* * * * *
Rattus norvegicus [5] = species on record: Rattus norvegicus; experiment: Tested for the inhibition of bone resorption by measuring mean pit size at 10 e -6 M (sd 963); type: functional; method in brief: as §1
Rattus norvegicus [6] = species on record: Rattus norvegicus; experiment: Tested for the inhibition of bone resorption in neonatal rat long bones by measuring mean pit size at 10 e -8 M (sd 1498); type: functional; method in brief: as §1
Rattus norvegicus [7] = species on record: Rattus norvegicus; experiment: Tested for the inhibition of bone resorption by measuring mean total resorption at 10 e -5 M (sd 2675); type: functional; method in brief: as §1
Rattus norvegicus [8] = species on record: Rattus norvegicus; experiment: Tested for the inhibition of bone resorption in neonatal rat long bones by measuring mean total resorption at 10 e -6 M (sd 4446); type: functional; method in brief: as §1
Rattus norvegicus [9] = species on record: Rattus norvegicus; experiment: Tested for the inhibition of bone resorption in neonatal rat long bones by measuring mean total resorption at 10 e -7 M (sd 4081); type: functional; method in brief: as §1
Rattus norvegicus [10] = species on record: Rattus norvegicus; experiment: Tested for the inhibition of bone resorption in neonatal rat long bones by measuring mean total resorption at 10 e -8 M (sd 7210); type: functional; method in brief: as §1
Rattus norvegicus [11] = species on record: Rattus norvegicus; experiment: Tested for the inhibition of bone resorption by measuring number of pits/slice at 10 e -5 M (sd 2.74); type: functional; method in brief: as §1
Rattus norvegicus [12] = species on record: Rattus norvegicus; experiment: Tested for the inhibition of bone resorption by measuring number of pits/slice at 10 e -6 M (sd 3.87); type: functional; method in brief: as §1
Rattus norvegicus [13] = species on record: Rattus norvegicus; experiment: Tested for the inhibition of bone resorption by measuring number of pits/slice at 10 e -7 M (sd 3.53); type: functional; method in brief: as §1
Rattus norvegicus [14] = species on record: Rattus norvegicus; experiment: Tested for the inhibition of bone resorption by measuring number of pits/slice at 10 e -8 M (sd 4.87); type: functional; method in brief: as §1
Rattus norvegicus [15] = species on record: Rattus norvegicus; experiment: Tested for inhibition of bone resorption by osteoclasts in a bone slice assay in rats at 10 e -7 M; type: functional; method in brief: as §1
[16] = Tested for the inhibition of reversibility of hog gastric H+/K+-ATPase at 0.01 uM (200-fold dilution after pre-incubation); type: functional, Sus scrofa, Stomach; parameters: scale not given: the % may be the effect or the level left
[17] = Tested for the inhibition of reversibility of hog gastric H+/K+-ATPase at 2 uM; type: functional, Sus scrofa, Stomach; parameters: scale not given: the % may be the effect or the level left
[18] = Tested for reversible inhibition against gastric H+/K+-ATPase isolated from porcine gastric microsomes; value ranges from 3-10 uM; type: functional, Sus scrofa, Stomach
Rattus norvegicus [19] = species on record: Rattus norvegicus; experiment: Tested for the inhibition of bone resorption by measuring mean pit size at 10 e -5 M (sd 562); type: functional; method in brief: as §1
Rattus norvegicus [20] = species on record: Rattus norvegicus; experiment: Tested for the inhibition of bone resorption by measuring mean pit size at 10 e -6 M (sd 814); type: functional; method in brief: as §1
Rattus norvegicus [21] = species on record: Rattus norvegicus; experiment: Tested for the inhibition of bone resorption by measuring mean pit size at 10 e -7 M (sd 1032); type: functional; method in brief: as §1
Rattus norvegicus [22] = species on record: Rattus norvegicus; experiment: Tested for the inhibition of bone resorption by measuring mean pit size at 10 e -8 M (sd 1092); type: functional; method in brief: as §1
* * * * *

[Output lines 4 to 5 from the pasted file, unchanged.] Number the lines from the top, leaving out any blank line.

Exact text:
Rattus norvegicus [8] = species on record: Rattus norvegicus; experiment: Tested for the inhibition of bone resorption in neonatal rat long bones by measuring mean total resorption at 10 e -6 M (sd 4446); type: functional; method in brief: as §1
Rattus norvegicus [9] = species on record: Rattus norvegicus; experiment: Tested for the inhibition of bone resorption in neonatal rat long bones by measuring mean total resorption at 10 e -7 M (sd 4081); type: functional; method in brief: as §1